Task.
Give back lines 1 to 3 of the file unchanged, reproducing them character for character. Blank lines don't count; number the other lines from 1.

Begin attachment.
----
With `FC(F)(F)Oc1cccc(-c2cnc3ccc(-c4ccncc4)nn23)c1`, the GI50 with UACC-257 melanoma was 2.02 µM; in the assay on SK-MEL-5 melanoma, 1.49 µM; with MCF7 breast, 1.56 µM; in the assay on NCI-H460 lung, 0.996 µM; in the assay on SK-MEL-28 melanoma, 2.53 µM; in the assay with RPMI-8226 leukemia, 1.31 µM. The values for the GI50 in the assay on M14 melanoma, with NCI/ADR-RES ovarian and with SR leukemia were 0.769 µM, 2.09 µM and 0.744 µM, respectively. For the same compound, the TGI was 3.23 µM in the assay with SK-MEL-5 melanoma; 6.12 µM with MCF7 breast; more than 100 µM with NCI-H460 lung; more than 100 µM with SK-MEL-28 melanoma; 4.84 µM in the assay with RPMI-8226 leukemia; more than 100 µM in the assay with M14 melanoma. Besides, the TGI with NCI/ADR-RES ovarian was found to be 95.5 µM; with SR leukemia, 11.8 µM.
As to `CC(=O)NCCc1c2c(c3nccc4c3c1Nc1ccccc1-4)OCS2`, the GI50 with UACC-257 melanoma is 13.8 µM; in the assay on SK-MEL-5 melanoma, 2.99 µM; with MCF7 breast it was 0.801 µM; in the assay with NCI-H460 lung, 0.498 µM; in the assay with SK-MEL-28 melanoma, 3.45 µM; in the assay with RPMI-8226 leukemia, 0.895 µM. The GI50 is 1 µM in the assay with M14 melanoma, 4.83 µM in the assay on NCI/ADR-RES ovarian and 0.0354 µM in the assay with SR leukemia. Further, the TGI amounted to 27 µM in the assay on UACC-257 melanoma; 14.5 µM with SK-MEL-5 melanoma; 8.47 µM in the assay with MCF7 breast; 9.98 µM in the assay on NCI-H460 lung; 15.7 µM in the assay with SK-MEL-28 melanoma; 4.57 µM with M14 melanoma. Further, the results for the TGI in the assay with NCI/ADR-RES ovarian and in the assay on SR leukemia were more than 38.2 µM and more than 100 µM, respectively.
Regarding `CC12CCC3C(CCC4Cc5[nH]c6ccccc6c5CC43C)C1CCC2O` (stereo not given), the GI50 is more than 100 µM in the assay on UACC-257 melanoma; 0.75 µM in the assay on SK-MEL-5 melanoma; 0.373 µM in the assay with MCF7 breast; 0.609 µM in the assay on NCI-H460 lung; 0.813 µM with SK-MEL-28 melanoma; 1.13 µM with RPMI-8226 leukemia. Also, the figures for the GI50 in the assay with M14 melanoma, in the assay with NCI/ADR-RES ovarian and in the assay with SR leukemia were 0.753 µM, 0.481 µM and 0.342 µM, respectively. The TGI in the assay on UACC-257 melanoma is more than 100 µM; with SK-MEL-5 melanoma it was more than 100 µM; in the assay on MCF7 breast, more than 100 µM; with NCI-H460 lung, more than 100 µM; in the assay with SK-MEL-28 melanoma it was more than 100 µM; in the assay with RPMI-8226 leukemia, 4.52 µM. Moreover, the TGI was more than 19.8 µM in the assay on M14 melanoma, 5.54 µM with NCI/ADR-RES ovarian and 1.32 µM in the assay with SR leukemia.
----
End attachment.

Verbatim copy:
With `FC(F)(F)Oc1cccc(-c2cnc3ccc(-c4ccncc4)nn23)c1`, the GI50 with UACC-257 melanoma was 2.02 µM; in the assay on SK-MEL-5 melanoma, 1.49 µM; with MCF7 breast, 1.56 µM; in the assay on NCI-H460 lung, 0.996 µM; in the assay on SK-MEL-28 melanoma, 2.53 µM; in the assay with RPMI-8226 leukemia, 1.31 µM. The values for the GI50 in the assay on M14 melanoma, with NCI/ADR-RES ovarian and with SR leukemia were 0.769 µM, 2.09 µM and 0.744 µM, respectively. For the same compound, the TGI was 3.23 µM in the assay with SK-MEL-5 melanoma; 6.12 µM with MCF7 breast; more than 100 µM with NCI-H460 lung; more than 100 µM with SK-MEL-28 melanoma; 4.84 µM in the assay with RPMI-8226 leukemia; more than 100 µM in the assay with M14 melanoma. Besides, the TGI with NCI/ADR-RES ovarian was found to be 95.5 µM; with SR leukemia, 11.8 µM.
As to `CC(=O)NCCc1c2c(c3nccc4c3c1Nc1ccccc1-4)OCS2`, the GI50 with UACC-257 melanoma is 13.8 µM; in the assay on SK-MEL-5 melanoma, 2.99 µM; with MCF7 breast it was 0.801 µM; in the assay with NCI-H460 lung, 0.498 µM; in the assay with SK-MEL-28 melanoma, 3.45 µM; in the assay with RPMI-8226 leukemia, 0.895 µM. The GI50 is 1 µM in the assay with M14 melanoma, 4.83 µM in the assay on NCI/ADR-RES ovarian and 0.0354 µM in the assay with SR leukemia. Further, the TGI amounted to 27 µM in the assay on UACC-257 melanoma; 14.5 µM with SK-MEL-5 melanoma; 8.47 µM in the assay with MCF7 breast; 9.98 µM in the assay on NCI-H460 lung; 15.7 µM in the assay with SK-MEL-28 melanoma; 4.57 µM with M14 melanoma. Further, the results for the TGI in the assay with NCI/ADR-RES ovarian and in the assay on SR leukemia were more than 38.2 µM and more than 100 µM, respectively.
Regarding `CC12CCC3C(CCC4Cc5[nH]c6ccccc6c5CC43C)C1CCC2O` (stereo not given), the GI50 is more than 100 µM in the assay on UACC-257 melanoma; 0.75 µM in the assay on SK-MEL-5 melanoma; 0.373 µM in the assay with MCF7 breast; 0.609 µM in the assay on NCI-H460 lung; 0.813 µM with SK-MEL-28 melanoma; 1.13 µM with RPMI-8226 leukemia. Also, the figures for the GI50 in the assay with M14 melanoma, in the assay with NCI/ADR-RES ovarian and in the assay with SR leukemia were 0.753 µM, 0.481 µM and 0.342 µM, respectively. The TGI in the assay on UACC-257 melanoma is more than 100 µM; with SK-MEL-5 melanoma it was more than 100 µM; in the assay on MCF7 breast, more than 100 µM; with NCI-H460 lung, more than 100 µM; in the assay with SK-MEL-28 melanoma it was more than 100 µM; in the assay with RPMI-8226 leukemia, 4.52 µM. Moreover, the TGI was more than 19.8 µM in the assay on M14 melanoma, 5.54 µM with NCI/ADR-RES ovarian and 1.32 µM in the assay with SR leukemia.